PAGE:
Lesotho-born and raised, Nancy Messieh, The Next Web's Middle East Editor, is an Egyptian writer and photographer based in Cairo, Egypt. Fol Lesotho-born and raised, Nancy Messieh, The Next Web's Middle East Editor, is an Egyptian writer and photographer based in Cairo, Egypt. Follow her on Twitter, her site or Google+ or get in touch at [email protected]
Erik Kessels is best known for his running series of books In Almost Every Picture in which he collects found amateur photography, creating unique, and often bizarre collections, to be published in one book.
His latest project. an installation on display at Foam in Amsterdam, gives visitors the opportunity to grasp the immense scale of just how many photos are shared on just one site, in this case Flickr, on a daily basis.
The installation consists of rooms filled with all of the printed photos uploaded to Flickr in a 24 hour period, which translates into over one million photos. The mountain of photos, even seen in a photograph, is a great reminder of the volume of information and data that is being shared on the Internet every day.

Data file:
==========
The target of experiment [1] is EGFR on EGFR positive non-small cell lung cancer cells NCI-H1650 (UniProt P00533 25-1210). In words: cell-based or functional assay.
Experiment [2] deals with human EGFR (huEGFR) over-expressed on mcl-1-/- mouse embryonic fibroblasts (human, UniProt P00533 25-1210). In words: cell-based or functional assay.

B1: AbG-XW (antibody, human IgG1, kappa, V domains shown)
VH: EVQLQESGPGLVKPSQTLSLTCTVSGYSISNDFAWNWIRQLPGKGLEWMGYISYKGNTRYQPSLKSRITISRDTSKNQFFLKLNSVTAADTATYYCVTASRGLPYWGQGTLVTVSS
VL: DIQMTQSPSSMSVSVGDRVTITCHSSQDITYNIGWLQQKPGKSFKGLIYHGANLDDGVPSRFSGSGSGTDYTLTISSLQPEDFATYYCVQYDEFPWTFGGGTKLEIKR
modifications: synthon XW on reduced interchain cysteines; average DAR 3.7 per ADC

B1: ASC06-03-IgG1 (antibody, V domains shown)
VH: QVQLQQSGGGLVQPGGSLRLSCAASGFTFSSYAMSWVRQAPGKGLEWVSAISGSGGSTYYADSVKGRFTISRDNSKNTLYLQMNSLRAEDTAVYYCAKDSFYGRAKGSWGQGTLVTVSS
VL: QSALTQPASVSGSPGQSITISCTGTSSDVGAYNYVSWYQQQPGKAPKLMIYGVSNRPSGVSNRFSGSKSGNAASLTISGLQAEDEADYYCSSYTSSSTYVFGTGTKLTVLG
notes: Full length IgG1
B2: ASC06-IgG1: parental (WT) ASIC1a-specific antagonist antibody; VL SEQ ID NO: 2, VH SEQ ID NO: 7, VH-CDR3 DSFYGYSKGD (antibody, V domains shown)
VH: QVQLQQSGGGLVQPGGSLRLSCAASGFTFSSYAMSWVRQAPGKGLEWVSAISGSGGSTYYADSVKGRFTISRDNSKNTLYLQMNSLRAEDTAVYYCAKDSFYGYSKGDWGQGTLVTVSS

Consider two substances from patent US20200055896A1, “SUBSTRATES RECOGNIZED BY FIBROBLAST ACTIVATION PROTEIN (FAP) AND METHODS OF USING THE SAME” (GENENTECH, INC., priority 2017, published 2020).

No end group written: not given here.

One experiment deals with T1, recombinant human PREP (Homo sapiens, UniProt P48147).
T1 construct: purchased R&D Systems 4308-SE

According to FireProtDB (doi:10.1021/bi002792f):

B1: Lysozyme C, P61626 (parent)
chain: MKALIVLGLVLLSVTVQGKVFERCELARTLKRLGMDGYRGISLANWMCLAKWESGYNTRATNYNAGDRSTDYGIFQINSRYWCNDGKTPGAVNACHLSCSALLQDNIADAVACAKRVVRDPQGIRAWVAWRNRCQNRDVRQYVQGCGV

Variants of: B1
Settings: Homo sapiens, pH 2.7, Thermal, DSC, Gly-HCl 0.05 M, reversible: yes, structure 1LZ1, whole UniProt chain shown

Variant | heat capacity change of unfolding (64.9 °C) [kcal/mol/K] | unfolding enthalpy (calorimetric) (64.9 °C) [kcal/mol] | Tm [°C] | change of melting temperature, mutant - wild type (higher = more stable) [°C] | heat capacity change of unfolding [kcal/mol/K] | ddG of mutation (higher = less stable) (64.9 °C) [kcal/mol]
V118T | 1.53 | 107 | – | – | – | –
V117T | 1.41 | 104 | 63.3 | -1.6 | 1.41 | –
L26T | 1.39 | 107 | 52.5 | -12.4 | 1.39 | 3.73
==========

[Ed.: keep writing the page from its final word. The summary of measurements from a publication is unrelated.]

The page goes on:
We know that there are over 6 billion photos on Flickr at the moment, and to make matters even more mindboggling, that exact same number of photos are uploaded to Facebook every 2 months. Looking at the images from Kessels’ installation really puts that number in perspective.
Speaking about the idea behind the exhibit, Kessels said:
“We’re exposed to an overload of images nowadays. This glut is in large part the result of image-sharing sites like Flickr, networking sites like Facebook, and picture-based search engines. Their content mingles public and private, with the very personal being openly and un-self-consciously displayed. By printing all the images uploaded in a 24-hour period, I visualise the feeling of drowning in representations of other peoples’ experiences.”
The installation is a thought provoking vision on several different levels. Most importantly, it highlights just how much personal information we share online, visible to anyone anywhere in the world, but confronted with the idea that the printed photo exists in a room somewhere without our direct knowledge – it becomes an uncomfortable feeling.
Some people have also questioned whether or not Kessels cleared copyright permissions for the million photos, and their use without consent certainly seems like a copyright infringement. What do you think? Let us know in the comments.
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